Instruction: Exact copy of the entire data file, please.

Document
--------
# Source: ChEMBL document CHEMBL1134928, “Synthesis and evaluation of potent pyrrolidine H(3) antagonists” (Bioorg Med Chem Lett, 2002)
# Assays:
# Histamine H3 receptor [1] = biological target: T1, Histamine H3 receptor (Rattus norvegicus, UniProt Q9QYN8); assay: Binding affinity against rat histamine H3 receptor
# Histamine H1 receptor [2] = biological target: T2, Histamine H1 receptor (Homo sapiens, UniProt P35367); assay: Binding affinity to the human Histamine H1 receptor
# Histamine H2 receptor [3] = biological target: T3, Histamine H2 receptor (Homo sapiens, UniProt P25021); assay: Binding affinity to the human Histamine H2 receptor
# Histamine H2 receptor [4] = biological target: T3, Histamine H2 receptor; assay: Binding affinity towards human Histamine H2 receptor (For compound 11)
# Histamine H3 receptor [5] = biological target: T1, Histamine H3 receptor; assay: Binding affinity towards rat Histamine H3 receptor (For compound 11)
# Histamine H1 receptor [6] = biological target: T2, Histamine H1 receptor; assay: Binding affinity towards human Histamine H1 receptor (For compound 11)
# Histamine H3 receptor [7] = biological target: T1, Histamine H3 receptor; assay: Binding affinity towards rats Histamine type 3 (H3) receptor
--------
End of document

# Source: ChEMBL document CHEMBL1134928, “Synthesis and evaluation of potent pyrrolidine H(3) antagonists” (Bioorg Med Chem Lett, 2002)
# Assays:
# Histamine H3 receptor [1] = biological target: T1, Histamine H3 receptor (Rattus norvegicus, UniProt Q9QYN8); assay: Binding affinity against rat histamine H3 receptor
# Histamine H1 receptor [2] = biological target: T2, Histamine H1 receptor (Homo sapiens, UniProt P35367); assay: Binding affinity to the human Histamine H1 receptor
# Histamine H2 receptor [3] = biological target: T3, Histamine H2 receptor (Homo sapiens, UniProt P25021); assay: Binding affinity to the human Histamine H2 receptor
# Histamine H2 receptor [4] = biological target: T3, Histamine H2 receptor; assay: Binding affinity towards human Histamine H2 receptor (For compound 11)
# Histamine H3 receptor [5] = biological target: T1, Histamine H3 receptor; assay: Binding affinity towards rat Histamine H3 receptor (For compound 11)
# Histamine H1 receptor [6] = biological target: T2, Histamine H1 receptor; assay: Binding affinity towards human Histamine H1 receptor (For compound 11)
# Histamine H3 receptor [7] = biological target: T1, Histamine H3 receptor; assay: Binding affinity towards rats Histamine type 3 (H3) receptor